Interest in xTCA rising at CERN as experiments plan for DAQ upgrade

2At the European Organization for Nuclear Research, or CERN, interest in AdvancedTCA (ATCA) and MicroTCA (mTCA) as platforms for future Data Acquisition (DAQ) and control systems is rising rapidly. As several independent teams in collaborating institutes are already involved in the development of AdvancedMCs (AMCs) and ATCA blades, CERN's Electronics Support Group is trying to prepare the ground for a smooth introduction of this technology into experiments.

Large physics experiments like the ones done at CERN's Large Hadron Collider (LHC) are not possible without highly sophisticated DAQ and control systems. Although very different at the level of their physical implementation, the DAQ systems of the four main LHC experimental detectors (more on the ATLAS, CMS, ALICE and LHCb experiments can be found at have a common high-level architecture.

Figure 1: A simplified version of the DAQ architecture for CERN's four major experiments: ATLAS, CMS, ALICE, and LHCb.

Three classes of electronic systems can be identified in every experiment. Directly attached to the detectors, one can find the first class: highly customized front-end systems that have to satisfy very demanding requirements with respect to aspects such as tolerance to radiation and magnetic fields, high integration density, and low material budget. At the other end of the DAQ chain, one finds the third class of electronics: large farms of commercial computer systems used for online analysis of the data. The bridge between these two ends forms the second class of systems, which interests us today: standards-based back-end electronics that receive raw data from the detectors, processes it, and then forward it to the computing farms (See Figure 1, page 14). In most cases, the processing of the data is done on FPGAs deployed in custom-designed modules housed in commercial subracks and controlled by commercial processor modules.

CERN's DAQ electronics history

As CERN already had a long tradition of using VMEbus, when the middle layer electronics for the LHC experiments were designed about 10 years ago, it was natural to implement most of the custom electronics in 6U and 9U VME64x format. Since the start-up of the LHC and its experiments in 2008, several hundred VMEbus systems have been in permanent operation and have, so far, shown an impressive reliability. Due to the low data transfer bandwidth of the backplane and, by today's standards, the inefficient data transfer protocol, VMEbus was never used to transfer the physics data into and out of the custom modules, but rather played an important role as a bus for the control and monitoring of the custom electronics. The transfer of the physics data into and out of the cards is performed by fiber optic or, less frequently, electrical links connecting directly to the front panels of the custom modules or their Rear Transition Modules (RTMs).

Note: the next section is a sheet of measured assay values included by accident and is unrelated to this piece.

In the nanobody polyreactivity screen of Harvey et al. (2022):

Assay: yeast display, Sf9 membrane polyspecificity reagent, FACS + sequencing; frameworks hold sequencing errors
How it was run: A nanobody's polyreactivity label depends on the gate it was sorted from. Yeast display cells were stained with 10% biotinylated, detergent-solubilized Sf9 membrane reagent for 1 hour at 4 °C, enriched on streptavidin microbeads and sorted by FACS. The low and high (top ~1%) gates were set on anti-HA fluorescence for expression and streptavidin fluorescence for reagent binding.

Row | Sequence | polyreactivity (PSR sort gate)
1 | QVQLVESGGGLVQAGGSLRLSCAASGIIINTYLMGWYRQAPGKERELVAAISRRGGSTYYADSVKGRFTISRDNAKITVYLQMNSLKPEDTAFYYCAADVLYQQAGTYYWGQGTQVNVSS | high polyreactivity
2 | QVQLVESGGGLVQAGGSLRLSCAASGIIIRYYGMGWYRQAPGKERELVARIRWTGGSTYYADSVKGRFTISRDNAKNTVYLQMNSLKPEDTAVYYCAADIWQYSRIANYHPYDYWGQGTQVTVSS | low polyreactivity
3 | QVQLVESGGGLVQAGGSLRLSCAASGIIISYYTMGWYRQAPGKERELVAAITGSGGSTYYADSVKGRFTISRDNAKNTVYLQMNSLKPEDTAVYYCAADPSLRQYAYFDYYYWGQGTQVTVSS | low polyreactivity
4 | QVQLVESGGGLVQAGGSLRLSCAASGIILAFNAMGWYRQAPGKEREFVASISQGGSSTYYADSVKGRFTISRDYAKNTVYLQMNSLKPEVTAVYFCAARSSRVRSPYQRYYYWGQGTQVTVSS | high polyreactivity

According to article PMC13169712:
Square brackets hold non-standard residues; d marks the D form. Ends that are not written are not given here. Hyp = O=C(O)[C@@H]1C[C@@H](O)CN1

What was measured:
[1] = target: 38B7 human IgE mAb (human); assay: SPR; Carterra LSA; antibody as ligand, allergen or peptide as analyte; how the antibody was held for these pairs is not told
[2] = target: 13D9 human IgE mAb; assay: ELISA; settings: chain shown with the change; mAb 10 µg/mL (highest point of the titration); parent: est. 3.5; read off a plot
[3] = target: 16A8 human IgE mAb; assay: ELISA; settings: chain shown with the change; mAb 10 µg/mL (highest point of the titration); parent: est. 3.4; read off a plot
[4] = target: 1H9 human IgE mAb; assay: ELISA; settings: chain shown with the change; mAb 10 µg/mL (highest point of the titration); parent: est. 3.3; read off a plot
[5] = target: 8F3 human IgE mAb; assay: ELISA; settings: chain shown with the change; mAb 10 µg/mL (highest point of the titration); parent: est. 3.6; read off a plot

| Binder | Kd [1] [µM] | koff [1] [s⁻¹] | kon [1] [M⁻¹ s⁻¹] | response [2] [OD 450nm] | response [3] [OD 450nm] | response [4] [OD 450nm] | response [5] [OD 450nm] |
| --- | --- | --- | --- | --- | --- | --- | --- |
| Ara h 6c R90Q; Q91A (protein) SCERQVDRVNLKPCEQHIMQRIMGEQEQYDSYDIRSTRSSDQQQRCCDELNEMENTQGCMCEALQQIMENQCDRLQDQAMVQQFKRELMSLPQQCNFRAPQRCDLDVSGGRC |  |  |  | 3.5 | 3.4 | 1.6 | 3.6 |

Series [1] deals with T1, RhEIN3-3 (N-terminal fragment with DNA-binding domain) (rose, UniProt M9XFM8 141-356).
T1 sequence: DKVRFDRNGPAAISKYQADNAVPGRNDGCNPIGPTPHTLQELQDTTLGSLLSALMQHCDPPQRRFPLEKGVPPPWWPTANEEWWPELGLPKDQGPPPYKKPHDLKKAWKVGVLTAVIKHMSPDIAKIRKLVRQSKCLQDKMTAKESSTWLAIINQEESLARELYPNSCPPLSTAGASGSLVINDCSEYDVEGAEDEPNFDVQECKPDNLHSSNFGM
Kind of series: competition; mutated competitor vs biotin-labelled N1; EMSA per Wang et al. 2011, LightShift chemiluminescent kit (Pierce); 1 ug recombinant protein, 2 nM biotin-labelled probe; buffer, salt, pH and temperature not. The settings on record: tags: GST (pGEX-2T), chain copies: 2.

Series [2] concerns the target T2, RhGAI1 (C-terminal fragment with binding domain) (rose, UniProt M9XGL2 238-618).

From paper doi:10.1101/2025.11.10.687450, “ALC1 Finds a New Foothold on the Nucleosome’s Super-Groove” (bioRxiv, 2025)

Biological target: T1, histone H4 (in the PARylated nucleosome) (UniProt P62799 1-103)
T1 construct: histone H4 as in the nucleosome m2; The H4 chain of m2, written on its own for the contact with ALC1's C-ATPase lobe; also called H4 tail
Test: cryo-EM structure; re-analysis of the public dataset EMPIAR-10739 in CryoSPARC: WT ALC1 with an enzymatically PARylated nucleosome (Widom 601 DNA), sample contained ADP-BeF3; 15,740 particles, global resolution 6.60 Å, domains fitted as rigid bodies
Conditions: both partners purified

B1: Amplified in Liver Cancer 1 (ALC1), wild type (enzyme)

Traditionally, electronics for the CERN experiments are developed in a highly independent manner at High Energy Physics (HEP) institutes all over the world. The often cutting-edge requirements in terms of integration density, data throughput, and latency necessarily lead to a large number of highly customized designs, which sometimes even deviate intentionally from standards in order to optimally reach the required performance. Eventually, all of these external developments have to be integrated at CERN into one single system. This is only possible if, in the interest of interoperability and maintainability, the diversity of the components is limited from the start.

Upgrade cycles for the LHC

Even though some important discoveries have already been made by the ATLAS and CMS experiments, the LHC experiments are still very young. During the next 10-15 years they will continuously evolve in order to keep track of the increasing luminosity (the rate at which particles collide) of the LHC machine, and to match evolving physics requirements. It is predicted that over this period, the data volumes that the DAQ systems will be required to handle will grow by a factor of about 10.